The trend of movements of the monitoring network are determined by using program DEFORM2 with three solutions as below (i) Trend analysis by the congruency testing method with points 1, 2, 3, 4, 6, 7 and 9 defined as a datum (ii) Trend analysis by IWST method with points 1, 2, 3, 4, 6, 7 and 9 defined as a datum (iii) Trend analysis by LAS method with points 1, 2, 3, 4, 6, 7 and 9 defined as a datum. The significance level for deformation detection is specified as 0.05. The tolerance value and the lower bound value were taken as 0.0001 [m] and 0.000001 [m] respectively. The test on the variance ratio passes at 0.05 significance level (i.e., 1.130 < 1.861), thus indicating the compatability between the two epochs. The congruency test (equation 24) failed for solution (i), thus confirming the existence of deformation for a group of selected datum points. The localization process then removes unstable datum points from the computational base one at a time until the congruency test passes. This procedure removed point 3 and 6, resulted in 5 datum points (i.e., 1, 2, 4, 7 and 9) for final computation of the displacements. All datum points passed the single point test (equation 34) and were confirmed as stable. Solution (i) verified points 3, 6, 11, 12 and 13 as significantly deformed and the rest of the points as stable. Solutions (ii) and (iii) converged at the second iteration. Solution (ii) verified points 3, 12 and 13 as moved and the rest of the points as stable. While solution (iii) verified points 3, 6, 12 and 13 as moved and the rest of the points as stable. The coordinate differences obtained for the three solutions are shown in Table 2.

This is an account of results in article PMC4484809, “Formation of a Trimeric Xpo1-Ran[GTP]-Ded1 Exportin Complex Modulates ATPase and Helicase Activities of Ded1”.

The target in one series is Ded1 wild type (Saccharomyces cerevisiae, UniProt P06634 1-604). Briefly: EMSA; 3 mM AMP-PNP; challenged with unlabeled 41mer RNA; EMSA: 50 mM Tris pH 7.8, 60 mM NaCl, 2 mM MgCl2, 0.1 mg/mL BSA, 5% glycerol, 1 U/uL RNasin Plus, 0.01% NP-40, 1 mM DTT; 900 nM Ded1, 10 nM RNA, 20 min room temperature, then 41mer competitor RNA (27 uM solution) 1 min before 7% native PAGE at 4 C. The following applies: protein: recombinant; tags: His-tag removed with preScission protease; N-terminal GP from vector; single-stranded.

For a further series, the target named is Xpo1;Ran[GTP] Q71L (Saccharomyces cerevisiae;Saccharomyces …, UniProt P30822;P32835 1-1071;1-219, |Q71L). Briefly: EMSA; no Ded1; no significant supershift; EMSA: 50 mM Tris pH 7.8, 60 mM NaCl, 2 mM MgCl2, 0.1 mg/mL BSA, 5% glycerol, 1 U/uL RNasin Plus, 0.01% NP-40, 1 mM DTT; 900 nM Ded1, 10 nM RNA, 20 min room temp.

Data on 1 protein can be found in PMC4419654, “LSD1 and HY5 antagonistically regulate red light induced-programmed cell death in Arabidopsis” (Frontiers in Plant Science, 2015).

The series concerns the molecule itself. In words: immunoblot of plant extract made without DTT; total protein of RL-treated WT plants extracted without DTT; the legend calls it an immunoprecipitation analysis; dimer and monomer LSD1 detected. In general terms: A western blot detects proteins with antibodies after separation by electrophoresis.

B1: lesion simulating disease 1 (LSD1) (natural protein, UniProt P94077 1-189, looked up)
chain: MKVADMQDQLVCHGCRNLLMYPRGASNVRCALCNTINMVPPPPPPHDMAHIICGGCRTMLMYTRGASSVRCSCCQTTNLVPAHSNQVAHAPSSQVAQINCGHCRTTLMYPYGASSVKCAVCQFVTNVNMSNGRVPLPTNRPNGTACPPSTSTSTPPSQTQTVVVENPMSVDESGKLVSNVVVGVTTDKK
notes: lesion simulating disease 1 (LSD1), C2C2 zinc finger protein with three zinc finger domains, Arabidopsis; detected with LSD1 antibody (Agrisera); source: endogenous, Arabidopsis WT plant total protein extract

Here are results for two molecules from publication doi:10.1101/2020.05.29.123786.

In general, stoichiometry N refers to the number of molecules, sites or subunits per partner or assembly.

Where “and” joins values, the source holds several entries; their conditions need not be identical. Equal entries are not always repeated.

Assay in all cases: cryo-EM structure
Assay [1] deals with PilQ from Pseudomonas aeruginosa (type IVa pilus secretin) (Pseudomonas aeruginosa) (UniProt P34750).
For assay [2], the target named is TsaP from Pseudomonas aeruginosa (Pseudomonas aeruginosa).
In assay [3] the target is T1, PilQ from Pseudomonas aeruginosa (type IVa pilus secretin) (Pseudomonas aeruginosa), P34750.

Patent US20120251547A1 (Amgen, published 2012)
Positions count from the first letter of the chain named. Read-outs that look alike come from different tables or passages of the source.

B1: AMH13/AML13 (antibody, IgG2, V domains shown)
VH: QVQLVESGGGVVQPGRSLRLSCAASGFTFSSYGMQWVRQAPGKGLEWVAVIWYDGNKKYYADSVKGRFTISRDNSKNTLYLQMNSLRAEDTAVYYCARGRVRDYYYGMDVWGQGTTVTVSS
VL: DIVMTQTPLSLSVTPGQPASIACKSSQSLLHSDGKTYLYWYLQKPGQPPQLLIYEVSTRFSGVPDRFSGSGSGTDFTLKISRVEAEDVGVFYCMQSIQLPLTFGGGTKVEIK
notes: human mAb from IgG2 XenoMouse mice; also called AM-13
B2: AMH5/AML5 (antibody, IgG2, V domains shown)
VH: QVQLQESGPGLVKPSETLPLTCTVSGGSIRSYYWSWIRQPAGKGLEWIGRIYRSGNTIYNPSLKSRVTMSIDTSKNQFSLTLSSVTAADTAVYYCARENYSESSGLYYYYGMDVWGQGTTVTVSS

Figure 1: A dam monitoring network [Caspary 1987]. The monitoring network consists of twoepochs of observations with 12 points i.e., 7 reference points (1, 2, 3, 4, 6, 7 and 9) and 5 object points (10, 11, 12, 13 and 14). Points 10 through 14 are located on the crest of the dam thus represent the object under investigation. Each epoch consists of 49 directions (standard error of 1 second) and 6 horizontal distances (standard error of 0.3 [mm]). Simulated deformation were given to points 3, 11, 12 and 13 as shown in Table 1. Table 1: Simulated deformation [Caspary 1987]. Point 3 11 12 13 dx (mm) -0.60 -0.75 0.50 0.30 dy (mm) -0.50 0.60 1.10 1.00